The resulting years of Ethiopian government aggressions against both Eritrea and its own civilians (who suffered a famine in the 1980s during the government’s extensive military campaign) eventually came to a halt, as the Soviet downfall in 1991 meant that they could no longer continue providing military support to the Derg. This served as a crippling blow to the Ethiopian government offensive, leading to the eventual collapse of the ruling Mengistu regime and the agreement of the interim government to let the Eritrean people hold a referendum for independence. 

Although an overwhelming vote for Eritrean independence in 1993 was a monumental advancement, it was unfortunately not the stable guarantor of peace between the two countries that many had hoped for. What started as relatively minor border disputes between Ethiopia and the newly independent Eritrea quickly progressed into a full-scale war by the late 1990s (the Hague Permanent Court of Arbitration ultimately ruled that Eritrea had broken international law by invading Ethiopia as an act of aggression). The war lasted from 1998 to 2000, during which tens of thousands of casualties affected both sides. Despite the war officially ending in June of 2000, sustained conflict continued to have a devastating impact for another 18 years, exacerbated by horrific government suppression of civilian rights and freedoms. 

The Path Forward 

The 2018 transition to a state of peace between the two countries, headed by the new Ethiopian president and Nobel Peace Prize recipient Abiy Ahmed, is a promising development in a historical record defined by years of intense hostilities. As the governments and citizens of these two countries continue to navigate this long-awaited era of bilateral diplomacy, the global community must recognize that although the peace is “African led,” the reasons behind the prolonged nature of the conflict were heavily influenced by international involvement. Interference by Italian colonial interests, as well as the military assistance of the Soviet Union in later disputes, facilitated and prolonged a catastrophic conflict that cost hundreds of thousands of lives.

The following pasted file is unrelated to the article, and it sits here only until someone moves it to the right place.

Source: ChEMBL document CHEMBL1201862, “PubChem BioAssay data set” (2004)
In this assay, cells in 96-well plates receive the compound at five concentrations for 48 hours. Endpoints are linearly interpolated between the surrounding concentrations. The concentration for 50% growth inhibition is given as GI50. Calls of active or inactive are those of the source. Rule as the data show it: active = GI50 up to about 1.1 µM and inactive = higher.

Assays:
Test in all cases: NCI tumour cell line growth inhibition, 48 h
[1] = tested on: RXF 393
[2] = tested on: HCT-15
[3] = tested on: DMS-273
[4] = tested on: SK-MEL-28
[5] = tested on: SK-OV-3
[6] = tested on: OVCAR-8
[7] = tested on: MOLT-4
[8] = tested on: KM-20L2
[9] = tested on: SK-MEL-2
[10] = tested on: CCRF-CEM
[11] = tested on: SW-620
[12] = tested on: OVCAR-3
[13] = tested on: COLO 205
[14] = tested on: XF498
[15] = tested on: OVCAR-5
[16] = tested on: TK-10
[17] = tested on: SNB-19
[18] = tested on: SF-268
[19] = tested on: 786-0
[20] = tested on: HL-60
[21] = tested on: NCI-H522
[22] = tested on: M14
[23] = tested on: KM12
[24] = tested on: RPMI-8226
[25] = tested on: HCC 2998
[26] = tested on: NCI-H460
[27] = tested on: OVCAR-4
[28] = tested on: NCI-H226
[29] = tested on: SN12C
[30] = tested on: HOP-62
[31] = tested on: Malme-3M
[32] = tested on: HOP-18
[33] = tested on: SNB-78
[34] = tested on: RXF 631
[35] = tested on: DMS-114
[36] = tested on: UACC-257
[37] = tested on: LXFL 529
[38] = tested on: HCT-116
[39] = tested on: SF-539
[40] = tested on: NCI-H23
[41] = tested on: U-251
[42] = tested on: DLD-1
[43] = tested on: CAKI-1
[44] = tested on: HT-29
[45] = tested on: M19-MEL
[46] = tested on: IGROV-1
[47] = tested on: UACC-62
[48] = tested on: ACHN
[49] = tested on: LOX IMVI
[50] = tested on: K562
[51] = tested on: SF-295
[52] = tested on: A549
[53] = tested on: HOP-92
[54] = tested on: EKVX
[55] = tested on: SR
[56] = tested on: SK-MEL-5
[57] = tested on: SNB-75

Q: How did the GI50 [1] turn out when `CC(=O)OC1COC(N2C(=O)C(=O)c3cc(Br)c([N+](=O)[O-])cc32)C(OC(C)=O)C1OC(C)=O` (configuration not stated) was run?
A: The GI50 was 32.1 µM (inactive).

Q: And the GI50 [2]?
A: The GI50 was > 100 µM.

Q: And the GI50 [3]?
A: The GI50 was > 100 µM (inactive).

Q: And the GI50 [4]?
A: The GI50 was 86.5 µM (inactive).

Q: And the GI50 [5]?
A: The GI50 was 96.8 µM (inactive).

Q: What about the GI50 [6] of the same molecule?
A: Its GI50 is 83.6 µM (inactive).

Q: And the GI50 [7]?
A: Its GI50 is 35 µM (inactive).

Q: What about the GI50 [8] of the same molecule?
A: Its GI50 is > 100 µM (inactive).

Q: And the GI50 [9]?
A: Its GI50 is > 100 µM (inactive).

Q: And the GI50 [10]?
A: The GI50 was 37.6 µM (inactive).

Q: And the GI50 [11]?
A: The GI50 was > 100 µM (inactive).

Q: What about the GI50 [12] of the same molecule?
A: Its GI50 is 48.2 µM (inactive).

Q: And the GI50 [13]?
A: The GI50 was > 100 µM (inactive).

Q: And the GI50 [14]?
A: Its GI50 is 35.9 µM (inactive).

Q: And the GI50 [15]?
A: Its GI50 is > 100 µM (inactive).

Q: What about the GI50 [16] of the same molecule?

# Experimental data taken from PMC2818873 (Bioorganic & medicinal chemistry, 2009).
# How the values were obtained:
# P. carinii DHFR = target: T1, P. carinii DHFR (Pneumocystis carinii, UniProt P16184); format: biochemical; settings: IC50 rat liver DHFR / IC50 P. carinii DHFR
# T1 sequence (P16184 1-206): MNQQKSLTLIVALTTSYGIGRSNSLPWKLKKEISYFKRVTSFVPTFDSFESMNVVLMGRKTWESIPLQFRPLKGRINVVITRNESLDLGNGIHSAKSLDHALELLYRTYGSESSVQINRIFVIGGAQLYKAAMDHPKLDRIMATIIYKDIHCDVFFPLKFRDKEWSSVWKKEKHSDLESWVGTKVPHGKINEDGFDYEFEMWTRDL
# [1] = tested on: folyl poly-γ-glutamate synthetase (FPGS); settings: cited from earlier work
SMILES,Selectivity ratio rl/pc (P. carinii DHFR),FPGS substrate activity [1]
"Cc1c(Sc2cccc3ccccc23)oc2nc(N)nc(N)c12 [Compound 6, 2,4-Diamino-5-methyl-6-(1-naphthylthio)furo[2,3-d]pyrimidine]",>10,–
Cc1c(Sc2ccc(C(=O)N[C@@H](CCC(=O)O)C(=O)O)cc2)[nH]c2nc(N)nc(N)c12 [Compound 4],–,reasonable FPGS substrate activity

Moving forward, governments and representatives from the international community must play a very different role in this region. Foreign governments have a duty to respect the autonomy of Ethiopia and Eritrea to execute peace processes and resulting bilateral policies as they see fit. However, key global actors must also do their due diligence to hold these governments accountable not only in upholding peaceful interstate relations but also in respecting the rights of their own civilians. The Eritrean government especially has a continuing record of human rights violations relating to the suppression of the press and other civic freedoms. 

Finding a way to ensure these outcomes, while also avoiding direct interventions that may facilitate hostilities between the two countries, is a delicate yet integral contribution by the global community to the objective of sustained Eritrean-Ethiopian peace.

Share on facebook
Share on twitter
Share on linkedin

Katie Howe

Katie is originally from the small town of Los Gatos, California and is currently in her final year of the International Relations (B.A.) program at the University of British Columbia. Her areas of interest...

Leave a comment

Your email address will not be published. Required fields are marked *